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August is a Wicked Month

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August may be a wicked month for Miss Edna o'brien [sic] but it's one of the busiest in the calendar for local fashion watchers. This frees her up to enjoy her summer vacation from her job as a theatre critic and on a whim, she books a trip to the south of France. She languishes on in France where flirting now becomes a compulsive distraction as well as a physical need. Along with the characters she meets, Ellen throws themselves into a hedonistic situation where nobody appears at all happy and are only able to show any sense of enthusiasm for the trappings of wealth and a series of sexual encounters in which none appears to invest any emotion. The trilogy was banned in Ireland because of its broke the silence on sexual matters and social issues during the repressive period in Ireland history after World War II.

She is the recipient of many awards, including the Irish PEN Lifetime Achievement Award, the American National Arts Gold Medal, the Frank O’Connor Prize, the PEN/Nabokov Award For Achievement in International Literature, and the David Cohen Prize for Literature. There she meets men she finds attractive who aren’t interested in her or misguided men who find her attractive though she’s not vaguely tempted by to them. Great tale about how what we have never seems enough and then we are disappointed with our dreams at times. For more than 60,000 years, stories have formed, and continue to form, an integral part of the culture and traditions of Aboriginal and Torres Strait Islanders.But first to address what is possibly the funniest and most patronising review I've ever read on the back of a book.

Cheers for that Gav, "an expert on girls (and you know he would have pronounced it 'gals') and their feelings". The language has a slow, langurious quality to it, in which everything seems to be happening in the half-realized manner of a dream, interspersed with the frenetic quality of extreme loneliness.BTW I couldn’t add this to your A Year of William Trevor page, and you’re on a break at Twitter, so here’s the link to Fools of Fortune (which I read this month to tie in with Cathy’s Reading Ireland month). Her 1960 debut novel, The Country Girl, was banned in her native Ireland for its groundbreaking depictions of female sexuality.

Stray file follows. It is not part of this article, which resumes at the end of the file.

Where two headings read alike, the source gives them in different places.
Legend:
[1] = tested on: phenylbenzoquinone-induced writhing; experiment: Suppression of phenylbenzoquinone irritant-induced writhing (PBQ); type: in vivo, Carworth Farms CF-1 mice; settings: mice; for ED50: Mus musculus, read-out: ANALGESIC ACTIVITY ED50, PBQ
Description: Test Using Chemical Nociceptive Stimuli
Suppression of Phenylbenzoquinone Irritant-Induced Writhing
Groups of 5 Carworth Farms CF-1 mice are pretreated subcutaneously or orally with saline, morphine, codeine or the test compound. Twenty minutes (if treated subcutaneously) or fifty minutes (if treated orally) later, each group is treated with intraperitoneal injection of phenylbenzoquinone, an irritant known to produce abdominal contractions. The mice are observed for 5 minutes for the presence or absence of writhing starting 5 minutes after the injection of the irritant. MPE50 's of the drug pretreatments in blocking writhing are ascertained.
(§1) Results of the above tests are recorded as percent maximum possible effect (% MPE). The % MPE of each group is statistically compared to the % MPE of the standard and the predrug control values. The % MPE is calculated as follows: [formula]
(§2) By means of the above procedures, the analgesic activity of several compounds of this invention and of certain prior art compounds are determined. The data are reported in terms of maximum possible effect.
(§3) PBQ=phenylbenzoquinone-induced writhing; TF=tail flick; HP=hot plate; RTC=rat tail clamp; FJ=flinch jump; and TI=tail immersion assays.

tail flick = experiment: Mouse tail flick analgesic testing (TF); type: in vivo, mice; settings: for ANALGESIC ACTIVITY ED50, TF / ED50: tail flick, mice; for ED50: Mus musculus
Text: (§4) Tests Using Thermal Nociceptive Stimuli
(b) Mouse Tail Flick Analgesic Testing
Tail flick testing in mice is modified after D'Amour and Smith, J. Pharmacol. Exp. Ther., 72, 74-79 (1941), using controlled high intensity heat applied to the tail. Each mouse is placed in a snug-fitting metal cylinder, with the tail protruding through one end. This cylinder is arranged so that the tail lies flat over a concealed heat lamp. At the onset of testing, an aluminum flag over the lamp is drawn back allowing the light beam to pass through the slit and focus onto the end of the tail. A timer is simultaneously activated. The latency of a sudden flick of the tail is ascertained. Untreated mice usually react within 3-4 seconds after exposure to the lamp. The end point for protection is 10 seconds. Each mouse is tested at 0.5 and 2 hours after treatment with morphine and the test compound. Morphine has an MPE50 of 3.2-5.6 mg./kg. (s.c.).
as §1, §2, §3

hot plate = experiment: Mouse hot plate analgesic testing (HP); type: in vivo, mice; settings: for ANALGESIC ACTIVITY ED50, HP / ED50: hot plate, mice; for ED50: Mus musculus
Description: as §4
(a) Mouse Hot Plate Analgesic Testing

Not all men look like Daniel Craig, you're not always the prettiest one in the room and then even harsher news from home breaks the last threads of the spell and before you know it, you've tried to shag half the men in the resort to no avail, suffered a massive personal tragedy, financially ruined yourself and the only souvenir you're taking home is a massive overdraft and suspected syphilis.This started out in a light hearted way - a sticky August, the beginnings of a potentially stickier liaison and then the decision to abandon London and head to Cannes where a holiday might promise the luxury of fast men, faster cars and nights of heady passion as surf crashes on beaches and the Moroccan zephyr flutters the luxuriant drapes of the master bedroom. It’s also a fascinating insight into a woman’s interior life, her sexual desires and her hunger to live life to the fullest. I picked this up thinking, ooh a nice summery read, something on the 1001 books list and possible some guilt-free, liberated and escapist, pseudo-feminist sex frolics (somewhere in a middle ground that is neither the weird dirty old man kinkiness of Michel Houllebecq and isn't Jilly Cooper either) .

Broke and shocked, Ellen makes her way back home only to discover that the actor she wanted so badly may have given her an STD. Separated from her husband and young son, Ellen leaves behind the loneliness of London for a new life of excitement and sexual freedom:a 'jaunt into iniquity' on the gorgeous French Riviera. This is not a book I will recommend to most people as many of my friends do not like unsavory characters and negative emotions.First published in 1965 this book was initially banned in Ireland because of its sexual content but by today's standards it is pretty tame. The writing isn't up to O'Brien's usual high standard and I was left wondering what the message of the book was. A brilliant and prescient 1965 exploration of the darker aspects of the 1960s sexual revolution and how it introduced new oppressions for women, in particular: seemingly mandatory promiscuity and a stress on slimness that causes neurotic calorie-counting. This is more of a precursor to the Charles Manson darkness with which that decade culminated than a celebration of excess. It left me with very mixed feelings about Ellen, whilst she was in France I wanted to go up on her, shake by the shoulders and tell her not to be so stupid but whilst in the UK I wanted to give her a big hug.

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